Central Bankers Want to Keep Economies Growing, but Politicians Hold the Keys

Mr. Trump has also begun mulling more tax cuts to lift the United States economy, though on Wednesday he insisted that it did not need one right now. And the Fed has room to cut rates, should a recession hit. The challenge is primarily one of intense policy uncertainty.

Europe, by contrast, has negative interest rates and a fraught economic backdrop — and while that owes more to fundamentals and global spillovers than domestic politics, growth is getting little help from national governments. In Germany, where China’s slowdown is hurting the manufacturing sector and the economy contracted in the second quarter, the government has been slow to spend more aggressively. Italy is also struggling, but it already has a heavy debt load, limiting its room to maneuver.

The European Central Bank, which runs monetary policy for 19 European countries, is expected to cut interest rates deeper into negative territory and even consider asset purchases in a bid to protect growth — but it is low on ammunition.

“Monetary policy has done a lot to support the euro area and continues, as you can see today, to do a lot,” Mario Draghi, the outgoing head of the central bank, said at a news conference last month. “But if we continue with this deteriorating outlook, fiscal policy will become of the essence.”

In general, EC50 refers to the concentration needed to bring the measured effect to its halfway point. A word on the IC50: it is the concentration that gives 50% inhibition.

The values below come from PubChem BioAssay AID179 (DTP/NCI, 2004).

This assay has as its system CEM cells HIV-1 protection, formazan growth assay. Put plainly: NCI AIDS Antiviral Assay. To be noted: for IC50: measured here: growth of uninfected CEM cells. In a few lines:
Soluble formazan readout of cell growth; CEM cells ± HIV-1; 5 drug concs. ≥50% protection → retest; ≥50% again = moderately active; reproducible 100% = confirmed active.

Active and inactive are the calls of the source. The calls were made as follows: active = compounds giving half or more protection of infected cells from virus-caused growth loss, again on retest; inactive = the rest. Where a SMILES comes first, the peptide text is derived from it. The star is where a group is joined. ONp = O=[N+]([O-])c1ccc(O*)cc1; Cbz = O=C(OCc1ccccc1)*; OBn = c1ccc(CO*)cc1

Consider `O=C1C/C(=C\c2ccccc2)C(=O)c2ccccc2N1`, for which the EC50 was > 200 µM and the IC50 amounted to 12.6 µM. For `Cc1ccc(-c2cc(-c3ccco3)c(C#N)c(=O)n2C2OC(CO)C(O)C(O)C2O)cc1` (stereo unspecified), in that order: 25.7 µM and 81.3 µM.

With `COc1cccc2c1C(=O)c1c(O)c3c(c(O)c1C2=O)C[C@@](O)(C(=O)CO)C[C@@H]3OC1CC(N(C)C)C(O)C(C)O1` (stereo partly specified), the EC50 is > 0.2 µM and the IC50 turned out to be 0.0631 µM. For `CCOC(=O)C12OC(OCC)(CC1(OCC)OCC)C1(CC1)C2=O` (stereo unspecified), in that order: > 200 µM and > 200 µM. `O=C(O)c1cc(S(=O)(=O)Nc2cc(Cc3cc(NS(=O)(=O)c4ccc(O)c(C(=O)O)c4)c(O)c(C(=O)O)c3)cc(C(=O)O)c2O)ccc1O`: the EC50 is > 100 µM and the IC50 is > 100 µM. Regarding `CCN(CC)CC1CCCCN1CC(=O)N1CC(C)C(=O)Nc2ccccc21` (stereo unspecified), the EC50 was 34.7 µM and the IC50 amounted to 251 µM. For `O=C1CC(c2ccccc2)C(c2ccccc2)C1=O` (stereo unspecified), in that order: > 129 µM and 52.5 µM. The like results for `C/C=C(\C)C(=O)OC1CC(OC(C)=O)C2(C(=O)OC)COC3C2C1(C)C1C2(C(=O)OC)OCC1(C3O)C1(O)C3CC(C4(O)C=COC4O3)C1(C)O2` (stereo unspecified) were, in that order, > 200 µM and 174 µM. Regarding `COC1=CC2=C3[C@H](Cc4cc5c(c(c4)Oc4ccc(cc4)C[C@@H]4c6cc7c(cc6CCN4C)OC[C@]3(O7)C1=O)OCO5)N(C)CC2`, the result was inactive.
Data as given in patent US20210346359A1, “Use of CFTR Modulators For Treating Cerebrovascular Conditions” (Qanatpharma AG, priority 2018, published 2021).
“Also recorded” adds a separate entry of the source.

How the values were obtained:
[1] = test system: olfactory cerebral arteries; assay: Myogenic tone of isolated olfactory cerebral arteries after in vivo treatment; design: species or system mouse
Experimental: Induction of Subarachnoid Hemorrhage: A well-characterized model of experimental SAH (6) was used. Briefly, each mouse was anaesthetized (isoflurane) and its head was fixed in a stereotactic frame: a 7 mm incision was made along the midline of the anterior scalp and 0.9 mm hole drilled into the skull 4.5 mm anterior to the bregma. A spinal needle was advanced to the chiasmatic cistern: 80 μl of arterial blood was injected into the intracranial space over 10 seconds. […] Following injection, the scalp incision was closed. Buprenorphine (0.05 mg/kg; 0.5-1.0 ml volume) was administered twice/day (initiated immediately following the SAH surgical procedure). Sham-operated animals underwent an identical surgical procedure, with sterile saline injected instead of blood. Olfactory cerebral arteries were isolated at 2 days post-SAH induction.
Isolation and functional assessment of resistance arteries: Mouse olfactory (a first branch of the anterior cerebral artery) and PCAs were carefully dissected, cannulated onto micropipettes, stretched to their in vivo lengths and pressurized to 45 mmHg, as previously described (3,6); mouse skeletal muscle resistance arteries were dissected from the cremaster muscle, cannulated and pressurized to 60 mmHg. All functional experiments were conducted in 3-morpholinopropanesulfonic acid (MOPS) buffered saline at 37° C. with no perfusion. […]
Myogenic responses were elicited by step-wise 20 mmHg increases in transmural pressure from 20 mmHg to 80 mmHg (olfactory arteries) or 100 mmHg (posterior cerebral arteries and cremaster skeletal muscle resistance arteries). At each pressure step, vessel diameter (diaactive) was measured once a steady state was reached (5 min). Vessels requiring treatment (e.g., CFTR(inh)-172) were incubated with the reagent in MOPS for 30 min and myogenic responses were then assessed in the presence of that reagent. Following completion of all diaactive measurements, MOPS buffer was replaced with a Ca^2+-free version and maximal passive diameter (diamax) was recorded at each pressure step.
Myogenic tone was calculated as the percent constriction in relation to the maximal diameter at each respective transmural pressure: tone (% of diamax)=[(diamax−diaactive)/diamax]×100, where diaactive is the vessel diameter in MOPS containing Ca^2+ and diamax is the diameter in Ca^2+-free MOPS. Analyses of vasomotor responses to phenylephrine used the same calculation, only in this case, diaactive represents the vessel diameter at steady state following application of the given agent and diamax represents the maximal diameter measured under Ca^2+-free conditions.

German politicians do seem to be cracking open the door to more spending, with Finance Minister Olaf Scholz indicating that the government could make up to $55 billion available. For scope, that is equivalent to a little more than 1 percent of Germany’s economy. The United States’ crisis-era spending package amounted to more than 5 percent of its 2009 gross domestic product, albeit with spending that was spread out over several years.

“This is the best available countercyclical tool in Europe,” Krishna Guha, head of global policy and central bank strategy at Evercore ISI, wrote in a research note. But he cautioned against expecting too much. “Politics will slow and could jeopardize the move to fiscal stimulus in Germany.”

Mr. Draghi will not make an appearance at the Wyoming meeting this year, though other European Central Bank leaders will be in attendance.